Teen makes Arduino compatible with rechargeable battery


#1

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#2

I’m glad to see SOMEONE taking the Arduino/LiPo problem seriously. Kudos!

It gets a bit messier if you want to use the DS1307 RTC chip to know what time it is, as that chip requires 5V for some baffling reason.


#3

I second that. The battery gauge chip is a definitive plus over a “dumb” charger, too.

Why not use a different chip that can work at 3.3V?


#4

And it took a 14 year-old to actually do something about it!

Reading the Kickstarter, this is actually one of the most sound projects I’ve seen on there. It was fully designed and prototyped before the Kickstarter, and will be manufactured by SparkFun, who have a proven record.


#5

If you don’t want to wait for him to complete the product, you can buy a FIO that will do all this and have a built in XBee connector

Just in case you don’t want to wait until 2016 to get that kids GREAT idea!


#6

DS3231 is pretty much a drop-in replacement, works at 3.3V or 5V, and is far more accurate than the DS1307.


#7

There are two crucial differences here. The FIO is significantly bigger, and the charging chip is a dumb charger without fuel gauge so you are left with no knowledge (or a highly temperature-sensitive assumption, if you base it on battery voltage) of the remaining battery charge.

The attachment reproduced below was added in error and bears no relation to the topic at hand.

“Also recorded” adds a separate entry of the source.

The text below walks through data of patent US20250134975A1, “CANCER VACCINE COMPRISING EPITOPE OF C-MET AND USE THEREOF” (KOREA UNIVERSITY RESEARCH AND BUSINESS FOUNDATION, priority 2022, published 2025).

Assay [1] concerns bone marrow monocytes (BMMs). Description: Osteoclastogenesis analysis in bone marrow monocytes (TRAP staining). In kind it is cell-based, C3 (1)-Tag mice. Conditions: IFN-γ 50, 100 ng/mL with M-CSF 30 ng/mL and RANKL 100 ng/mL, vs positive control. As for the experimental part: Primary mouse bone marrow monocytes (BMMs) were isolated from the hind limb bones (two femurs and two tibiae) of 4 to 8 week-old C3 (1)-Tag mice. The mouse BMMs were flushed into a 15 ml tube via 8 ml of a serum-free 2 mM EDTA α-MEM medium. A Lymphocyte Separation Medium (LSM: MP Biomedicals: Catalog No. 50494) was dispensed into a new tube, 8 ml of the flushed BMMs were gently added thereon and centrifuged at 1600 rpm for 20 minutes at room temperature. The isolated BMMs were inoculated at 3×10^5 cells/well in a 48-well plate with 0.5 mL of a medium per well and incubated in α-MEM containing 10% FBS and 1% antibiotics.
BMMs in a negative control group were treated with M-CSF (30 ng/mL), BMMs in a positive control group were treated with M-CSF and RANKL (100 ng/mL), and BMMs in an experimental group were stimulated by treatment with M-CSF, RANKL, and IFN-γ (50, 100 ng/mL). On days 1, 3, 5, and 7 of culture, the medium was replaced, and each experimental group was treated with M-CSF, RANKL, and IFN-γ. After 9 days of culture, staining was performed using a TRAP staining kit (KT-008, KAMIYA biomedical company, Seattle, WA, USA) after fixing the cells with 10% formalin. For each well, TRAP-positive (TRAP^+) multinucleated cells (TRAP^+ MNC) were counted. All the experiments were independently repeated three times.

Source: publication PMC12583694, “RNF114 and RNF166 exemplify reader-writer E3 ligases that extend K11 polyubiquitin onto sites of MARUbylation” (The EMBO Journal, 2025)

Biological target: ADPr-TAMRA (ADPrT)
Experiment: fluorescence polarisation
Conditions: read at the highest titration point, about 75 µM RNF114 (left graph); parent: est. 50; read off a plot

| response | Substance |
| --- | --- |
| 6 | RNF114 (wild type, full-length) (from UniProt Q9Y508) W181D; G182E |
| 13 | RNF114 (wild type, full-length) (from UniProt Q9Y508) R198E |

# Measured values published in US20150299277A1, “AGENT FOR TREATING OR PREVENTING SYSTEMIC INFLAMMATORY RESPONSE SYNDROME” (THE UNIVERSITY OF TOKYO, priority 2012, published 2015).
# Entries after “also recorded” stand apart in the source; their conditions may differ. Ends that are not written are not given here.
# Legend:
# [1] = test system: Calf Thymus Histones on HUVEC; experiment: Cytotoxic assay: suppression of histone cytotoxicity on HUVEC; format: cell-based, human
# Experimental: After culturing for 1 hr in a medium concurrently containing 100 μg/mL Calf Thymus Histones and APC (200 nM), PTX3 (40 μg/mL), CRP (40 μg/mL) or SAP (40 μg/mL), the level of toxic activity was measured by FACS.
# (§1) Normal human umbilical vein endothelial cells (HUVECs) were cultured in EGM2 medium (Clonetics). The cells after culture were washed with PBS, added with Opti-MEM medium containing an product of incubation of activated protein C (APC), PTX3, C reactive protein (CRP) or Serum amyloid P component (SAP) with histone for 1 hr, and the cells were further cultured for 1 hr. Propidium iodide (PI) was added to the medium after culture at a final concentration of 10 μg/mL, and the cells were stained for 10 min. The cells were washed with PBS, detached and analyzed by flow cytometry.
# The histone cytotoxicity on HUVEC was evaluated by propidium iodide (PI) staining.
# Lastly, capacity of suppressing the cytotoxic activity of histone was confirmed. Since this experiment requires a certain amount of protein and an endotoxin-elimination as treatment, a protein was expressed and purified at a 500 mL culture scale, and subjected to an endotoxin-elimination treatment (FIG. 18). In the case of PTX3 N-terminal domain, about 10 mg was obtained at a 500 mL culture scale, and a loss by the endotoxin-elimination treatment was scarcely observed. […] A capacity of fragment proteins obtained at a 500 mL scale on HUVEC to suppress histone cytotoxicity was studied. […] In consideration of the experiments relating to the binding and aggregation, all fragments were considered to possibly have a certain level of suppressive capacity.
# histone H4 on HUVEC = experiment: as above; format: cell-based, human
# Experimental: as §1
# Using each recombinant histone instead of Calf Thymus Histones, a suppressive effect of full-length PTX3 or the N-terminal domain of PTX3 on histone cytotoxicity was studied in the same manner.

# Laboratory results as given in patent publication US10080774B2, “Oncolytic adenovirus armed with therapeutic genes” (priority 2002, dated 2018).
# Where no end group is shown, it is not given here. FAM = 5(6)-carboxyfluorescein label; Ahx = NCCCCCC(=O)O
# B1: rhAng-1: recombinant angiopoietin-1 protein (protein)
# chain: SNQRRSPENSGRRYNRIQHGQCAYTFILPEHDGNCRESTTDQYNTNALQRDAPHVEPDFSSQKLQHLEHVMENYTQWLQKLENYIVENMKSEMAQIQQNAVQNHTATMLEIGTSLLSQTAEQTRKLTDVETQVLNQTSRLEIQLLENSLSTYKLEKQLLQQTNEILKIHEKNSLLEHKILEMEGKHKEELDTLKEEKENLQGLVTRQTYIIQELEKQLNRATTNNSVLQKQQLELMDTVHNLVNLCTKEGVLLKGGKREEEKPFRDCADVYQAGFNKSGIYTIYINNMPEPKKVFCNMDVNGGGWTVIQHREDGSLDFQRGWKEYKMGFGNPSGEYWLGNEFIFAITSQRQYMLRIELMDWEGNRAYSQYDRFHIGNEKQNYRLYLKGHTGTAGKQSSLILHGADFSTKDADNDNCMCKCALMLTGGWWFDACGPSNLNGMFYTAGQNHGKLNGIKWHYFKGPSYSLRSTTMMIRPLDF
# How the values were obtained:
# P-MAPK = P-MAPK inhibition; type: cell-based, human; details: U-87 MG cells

Similar but different product for similar but different uses.

Edit: Also, microUSB connector for charging, compatible with virtually all cellphone chargers (except the iCrap obscurities), instead of FIO’s slightly more robust but ultimately less-practical miniUSB.


#8

Oh come on

PS USB mini B is not more robust than micro B; it’s just outdated


#9

I think to any outsider, such as myself, the mini USB feels mechanically superior and less fragile. But, according to a poster at your link:

The original mini-USB had an extremely poor insertion lifetime - about 1000 insertions total …
Insertion lifetime was increased to about 5,000 cycles. This sounds
high enough in theory but in practice the design was still walking
wounded with respect to mechanical reliability. 5,000 cycles is a very
poor rating in the connector industry. While most users will not achieve
that many insertion cycles, the actual reliability in heavy use is
poor…
The micro-USB connector was designed with these past failings in mind
and has a rated lifetime of about 10,000 insertion cycles. This despite
its apparent frailty and what may appear to be a less robust design.

Not something I’ve ever heard before. But I can tell you that I’ve had way more problems with miro-USB cables than nini’s - but that could easily be due to the fact that the connector is so ubiquitous now, so of course I’m going to experience more failures with it than the older mini-USB I used less often even if he micro is more reliable. Bias is a bitch.


#10

The outer shroud is a little more robust on the mini. The contacts themselves are rated for twice the sliding wear on the micro. One is not mutually exclusive with the other.


#11

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